Christina Hanson, PhD, MPAS, PA-C, found several significant differences between under-represented minority (URM) and non-URM ratings of potential influences in their career decison. Her research studied such influences as a friend or relative, parent, or personal caregiver on students’ decision to become a PA. Students who identified as URMs were significantly less likely to report that they decided during high school or before college.
During her fellowship year, Hanson became program director at a provisional PA program. She has since completed and defended her dissertation. “As I was developing the Northwestern College PA program, the findings from this study were very helpful as we considered our strategies for enrollment — particularly to increase diversity in the program,” she said.
A new cohort of fellows was announced at the 2019 Education Forum in October. The new cohort participated in their first webinar presentation, Theories of Inquiry, in November. We are looking forward to seeing what the new fellows have in store.
Faculty-Generated Research Soars
PAEA’s Faculty-Generated Research Grants offer faculty the chance to conduct a large-scale, multi-year project. In 2018, PAEA awarded $50,000 to a research team consisting of five researchers from four different universities. Led by Tamara Ritsema, PhD, MPH, MMSc, PA-C/R, of George Washington University, the team is studying the value of PAs who practice in emergency medicine. In the past year, the team has analyzed around 12 million emergency department visits from 2014–2017, and they are currently working on a manuscript for publication.
The winning research team from 2017, led by Perri Morgan, PhD, PA-C, has completed their data collection about new PA onboarding and has begun to present their findings, which include three consistent themes in the onboarding of new PAs. They interviewed a sample of 13 leaders in the development of onboarding programs for PAs, most of whom were PAs themselves.
“The onboarding experience varies so much setting-to-setting for what new PAs might need,” said Morgan. “This can be particularly hard for small clinics, which have maybe one new PA, [whereas] large institutions can create a class. It’s harder for small practices to give the attention that they need,” she explained. “Unfortunately, there aren’t many places we can get funding for research on PAs. FGRG is one of the few sources for these kinds of projects.”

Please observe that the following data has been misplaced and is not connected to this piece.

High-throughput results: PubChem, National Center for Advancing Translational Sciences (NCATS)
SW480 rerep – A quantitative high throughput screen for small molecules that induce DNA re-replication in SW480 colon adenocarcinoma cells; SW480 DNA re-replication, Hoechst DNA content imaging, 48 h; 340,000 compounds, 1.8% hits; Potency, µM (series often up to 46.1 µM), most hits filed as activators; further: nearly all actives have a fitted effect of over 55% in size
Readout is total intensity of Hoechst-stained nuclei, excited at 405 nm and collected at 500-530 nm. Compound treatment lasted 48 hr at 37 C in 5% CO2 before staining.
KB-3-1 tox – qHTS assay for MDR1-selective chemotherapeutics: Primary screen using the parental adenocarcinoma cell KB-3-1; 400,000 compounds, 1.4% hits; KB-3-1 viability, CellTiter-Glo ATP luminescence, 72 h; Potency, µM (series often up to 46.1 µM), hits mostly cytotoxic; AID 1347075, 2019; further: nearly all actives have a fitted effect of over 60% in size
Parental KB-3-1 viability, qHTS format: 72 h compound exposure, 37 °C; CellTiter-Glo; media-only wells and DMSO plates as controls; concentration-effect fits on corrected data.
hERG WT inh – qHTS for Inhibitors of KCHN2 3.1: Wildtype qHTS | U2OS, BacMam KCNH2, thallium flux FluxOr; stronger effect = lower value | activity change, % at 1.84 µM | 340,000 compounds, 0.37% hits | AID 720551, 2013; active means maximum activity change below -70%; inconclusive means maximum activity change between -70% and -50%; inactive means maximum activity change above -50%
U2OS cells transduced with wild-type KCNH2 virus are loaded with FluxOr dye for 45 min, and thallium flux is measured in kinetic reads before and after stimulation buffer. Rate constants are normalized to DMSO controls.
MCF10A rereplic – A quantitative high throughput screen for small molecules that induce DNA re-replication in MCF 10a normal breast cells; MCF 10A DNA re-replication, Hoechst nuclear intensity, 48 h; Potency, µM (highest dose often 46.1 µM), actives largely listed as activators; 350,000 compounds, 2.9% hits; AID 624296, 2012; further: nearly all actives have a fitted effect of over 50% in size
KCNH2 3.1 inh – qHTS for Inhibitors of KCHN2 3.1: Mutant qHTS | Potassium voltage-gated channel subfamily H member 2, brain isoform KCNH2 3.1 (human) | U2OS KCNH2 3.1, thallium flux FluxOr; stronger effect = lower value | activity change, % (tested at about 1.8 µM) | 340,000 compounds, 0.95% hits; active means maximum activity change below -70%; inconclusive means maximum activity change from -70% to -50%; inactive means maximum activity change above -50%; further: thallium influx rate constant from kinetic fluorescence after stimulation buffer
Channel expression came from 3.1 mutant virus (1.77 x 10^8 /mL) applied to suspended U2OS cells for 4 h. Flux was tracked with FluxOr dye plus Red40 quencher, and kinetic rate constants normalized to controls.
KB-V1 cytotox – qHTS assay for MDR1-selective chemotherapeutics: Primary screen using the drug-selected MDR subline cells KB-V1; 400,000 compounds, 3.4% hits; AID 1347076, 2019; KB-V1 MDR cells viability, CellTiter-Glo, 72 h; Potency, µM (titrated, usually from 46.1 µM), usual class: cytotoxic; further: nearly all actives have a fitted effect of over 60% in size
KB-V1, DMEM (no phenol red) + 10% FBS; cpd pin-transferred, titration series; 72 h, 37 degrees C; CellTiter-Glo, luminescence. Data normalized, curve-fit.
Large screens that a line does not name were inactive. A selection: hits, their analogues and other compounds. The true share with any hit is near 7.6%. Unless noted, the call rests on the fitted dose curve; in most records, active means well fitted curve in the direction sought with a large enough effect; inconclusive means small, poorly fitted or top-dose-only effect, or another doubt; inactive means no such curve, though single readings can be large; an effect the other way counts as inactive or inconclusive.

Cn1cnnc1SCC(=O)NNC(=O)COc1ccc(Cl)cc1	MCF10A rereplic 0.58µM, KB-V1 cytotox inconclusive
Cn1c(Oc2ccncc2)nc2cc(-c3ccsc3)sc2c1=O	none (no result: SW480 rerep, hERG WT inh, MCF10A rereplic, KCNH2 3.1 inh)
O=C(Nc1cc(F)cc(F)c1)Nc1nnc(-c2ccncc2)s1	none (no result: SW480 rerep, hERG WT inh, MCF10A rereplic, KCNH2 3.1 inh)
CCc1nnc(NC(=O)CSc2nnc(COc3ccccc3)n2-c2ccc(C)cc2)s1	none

The PAEA research team has presented their findings at four different venues, including the 2019 AAPA and PAEA conferences, and has been invited to return to AAPA in 2020. Their first paper has been accepted to JAAPA, and they have two more submissions pending. The have also successfully secured additional funding through a subcontract with the Carolina Workforce Center (funded by HRSA) to take the next step in the project — an interview study of PAs and NPs who recently completed onboarding in primary care.
Applications for the 2019 Faculty-Generated Research Grant program recently closed and full proposals have been solicited from those who submitted the highest-scoring letters of interest. The winning project will be selected in early 2020.
STAR Winners Survey Results
As educators and researchers, we place a high value on rigorous methodology and design. PAEA’s annual Program Survey is the field’s key source of information on PA programs. The Support to Advance Research (STAR) program enables PA faculty to take advantage of this consistent stream of institutional information by allowing researchers to include up to 10 questions in the Program Survey for their research purposes.
In 2018, eight questions regarding the prevalence of transgender health content and assessment were included in the Program Survey. The research team of four PA faculty, led by Joanne Rolls, MPAS, PA, found that 85 percent of member PA programs are teaching an hour or more of transgender health content. The team presented this data at the 2019 Education Forum, and — based on their findings — Rolls and more than 10 other PA faculty organized a new Sexual & Gender Minorities/LGBTQ+ Health interest group.
2019’s STAR grant recipient, Nick Hudak, MPA, MSED, PA-C, included questions in this year’s annual Program Survey to assess the prevalence and content of learner mistreatment policies, and we look forward to reviewing Hudak’s findings in 2020.
If you are looking for more ways to get involved with PA scholarly research, please visit PAEA’s research resources webpage to get started, and join the Research Channel of the PAEA Digital Learning Hub where PA faculty and researchers can interact and collaborate in real-time.